Rhattigan went up the gut, broke an arm tackle at the line and stepped out of an ankle grab only to fall into the grasp of two other Raiders. Seemingly stalled, he kept the legs churning till the tacklers fell off just as another Raider whacked him full speed. That guy bounced off, Rhattigan veered to the sideline and beat pursuit to dive in for the final score.
"I felt like clapping for him," Ivlow said. "I hear he is a real classy kid also, which is what I like to see."
Rhattigan -- Figi called him "a humble and hungry young man" -- said that was a play he won't forget. He assessed it honestly and shared the wealth.
"It was a really good effort by me, but if you watch the play I'm kind of getting tackled by three, four guys and one of my linemen (Bryant) just kind of cleans house. It's really cool."
This fall Rhattigan cleaned house of Neuqua Valley rushing records. He established career marks with 536 carries, 3,703 yards and 56 touchdowns.
Those 5 touchdown runs against Bolingbrook tied a school record and his 346 yards rushing set another. His 294 carries for 2,226 yards and 33 touchdowns this year all established new marks, the carries record dating to the Wildcats' first year as a varsity program in 1998. Rhattigan also caught 2 touchdown passes and had 2 kickoff returns for touchdowns, of 85 and 99 yards.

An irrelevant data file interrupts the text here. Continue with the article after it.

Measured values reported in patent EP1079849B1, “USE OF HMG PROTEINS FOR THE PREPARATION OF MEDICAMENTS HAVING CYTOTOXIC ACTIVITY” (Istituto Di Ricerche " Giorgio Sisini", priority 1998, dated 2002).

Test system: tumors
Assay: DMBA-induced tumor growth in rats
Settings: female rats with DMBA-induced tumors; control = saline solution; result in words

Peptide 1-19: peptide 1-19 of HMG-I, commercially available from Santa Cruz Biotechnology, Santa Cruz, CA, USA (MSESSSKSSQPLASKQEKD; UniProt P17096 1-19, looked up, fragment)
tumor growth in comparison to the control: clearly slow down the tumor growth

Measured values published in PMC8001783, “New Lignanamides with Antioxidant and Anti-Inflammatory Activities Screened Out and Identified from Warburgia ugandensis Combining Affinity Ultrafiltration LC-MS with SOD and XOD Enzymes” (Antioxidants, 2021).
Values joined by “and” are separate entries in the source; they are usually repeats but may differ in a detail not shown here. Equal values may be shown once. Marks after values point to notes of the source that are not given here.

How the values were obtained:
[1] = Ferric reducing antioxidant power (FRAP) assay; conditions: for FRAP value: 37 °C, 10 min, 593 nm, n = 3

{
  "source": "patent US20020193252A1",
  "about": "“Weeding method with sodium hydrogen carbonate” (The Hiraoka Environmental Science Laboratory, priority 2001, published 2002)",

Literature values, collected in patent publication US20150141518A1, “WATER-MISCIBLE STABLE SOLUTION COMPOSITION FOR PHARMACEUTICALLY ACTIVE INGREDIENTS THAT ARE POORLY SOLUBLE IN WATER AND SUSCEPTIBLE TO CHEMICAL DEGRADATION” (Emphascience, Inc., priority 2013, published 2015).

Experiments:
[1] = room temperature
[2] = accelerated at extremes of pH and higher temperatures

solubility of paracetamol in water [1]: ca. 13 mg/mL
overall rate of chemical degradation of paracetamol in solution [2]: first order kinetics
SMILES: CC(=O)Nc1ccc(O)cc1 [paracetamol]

"I'm more motivated to win a football game than to set a record. You're proud of yourself and you're proud that you can contribute to a big aspect of a team," Rhattigan said. " ... My goals coming in as a senior were just win as many games as possible and be the best team Neuqua's seen. I think we did pretty well at that."
The Bolingbrook game obviously wasn't in isolated incident. Rhattigan ran for 261 yards against Naperville Central, 228 against Naperville North in the first round of the playoffs and 292 yards on 40 mud-caked carries against Waubonsie Valley in the quarterfinals.
"He basically put us on his back and said let's go for a ride," Ellinghaus said of the Wildcats' second win over Waubonsie.
"He will run 4.6 in pads after breaking seven tackles and running the ball 35 times. That is something you just won't see."
A two-year varsity tailback who also got some starts at fullback as a sophomore, Rhattigan earned Illinois High School Football Coaches Association Class 8A All-State honors. He was the Upstate Eight Conference Valley Division's co-offensive player of the year with another wonderful tailback, Waubonsie Valley's Austin Guido, who set 12 of his own program's rushing records.